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To view this article you will need to login or make a payment. If you have arrived on this page from an external web site and wish to view the article abstract first, click on the link below. Citation C. Jin, J.

Killing Cancer Cells with the Help of Infrared Light - Photoimmunotherapy

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Not Accessible Your account may give you access. Back to Abstract. Access To view this article you will need to login or make a payment. When the sample was first formulated within a short time window, a thermodynamically less stable intermediate with an unusual morphology of triangular nanoplates and broad absorption was observed. The second structure associated with a metastable pathway generated a uniform population of spherical nanovesicles, while the third structure, generated through a more thermodynamically stable pathway consisted of fibers.

The absorption spectra suggested that both spherical and fiber structures contributed to the J-aggregation band at nm in the near infrared optical spectrum and their population in each formulation was concentration dependent.

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The results highlighted the significance of ion effects in self-assembly of aza-BODIPY and the mechanistic structural changes of the morphology. Furthermore, this fundamental discovery offers a versatile method for the self-assembly of aza-BODIPY J-aggregates as a new nanoplatform with potential photonic applications.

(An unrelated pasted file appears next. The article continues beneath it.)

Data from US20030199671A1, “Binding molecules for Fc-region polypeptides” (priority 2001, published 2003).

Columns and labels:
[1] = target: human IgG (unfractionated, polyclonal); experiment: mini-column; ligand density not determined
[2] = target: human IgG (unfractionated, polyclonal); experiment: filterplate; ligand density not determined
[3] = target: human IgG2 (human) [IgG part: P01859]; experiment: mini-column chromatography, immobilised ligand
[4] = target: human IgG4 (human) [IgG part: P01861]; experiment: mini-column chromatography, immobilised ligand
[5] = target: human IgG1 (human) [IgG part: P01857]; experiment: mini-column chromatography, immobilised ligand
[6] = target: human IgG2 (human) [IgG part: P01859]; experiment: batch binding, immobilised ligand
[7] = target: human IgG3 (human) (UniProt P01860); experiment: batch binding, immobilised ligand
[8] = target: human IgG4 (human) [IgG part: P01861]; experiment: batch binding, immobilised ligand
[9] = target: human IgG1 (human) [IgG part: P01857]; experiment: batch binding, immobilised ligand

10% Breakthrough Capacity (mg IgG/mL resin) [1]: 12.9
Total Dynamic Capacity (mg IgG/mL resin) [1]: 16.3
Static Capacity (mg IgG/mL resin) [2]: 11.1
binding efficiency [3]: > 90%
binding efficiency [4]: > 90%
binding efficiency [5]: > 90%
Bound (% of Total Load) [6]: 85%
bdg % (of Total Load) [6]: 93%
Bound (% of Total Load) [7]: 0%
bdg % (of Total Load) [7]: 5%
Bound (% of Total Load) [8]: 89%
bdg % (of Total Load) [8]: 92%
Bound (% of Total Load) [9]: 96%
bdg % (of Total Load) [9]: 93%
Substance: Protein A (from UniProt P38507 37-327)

A critical step in the translational science of nanomaterials from preclinical animal studies to humans is the comprehensive investigation of their disposition or ADME and pharmacokinetic behaviours.

Disposition and pharmacokinetic data are ideally collected in different animal species rodent and nonrodent , at different dose levels, and following multiple administrations. These data are used to assess the systemic exposure and effect to nanomaterials, primary determinants of their potential toxicity and therapeutic efficacy. At toxic doses in animal models, pharmacokinetic termed toxicokinetic data are related to toxicologic findings that inform the design of nonclinical toxicity studies and contribute to the determination of the maximum recommended starting dose in clinical phase 1 trials.

Nanomaterials present a unique challenge for disposition and pharmacokinetic investigations owing to their prolonged circulation times, nonlinear pharmacokinetic profiles, and their extensive distribution into tissues. Predictive relationships between nanomaterial physicochemical properties and behaviours in vivo are lacking and are confounded by anatomical, physiological, and immunological differences amongst preclinical animal models and humans.

These challenges are poorly understood and frequently overlooked by investigators, leading to inaccurate assumptions of disposition, pharmacokinetic, and toxicokinetics profiles across species that can have profoundly detrimental impacts for nonclinical toxicity studies and clinical phase 1 trials. Herein are highlighted two research tools for analysing and interpreting disposition and pharmacokinetic data from multiple species and for extrapolating this data accurately in humans.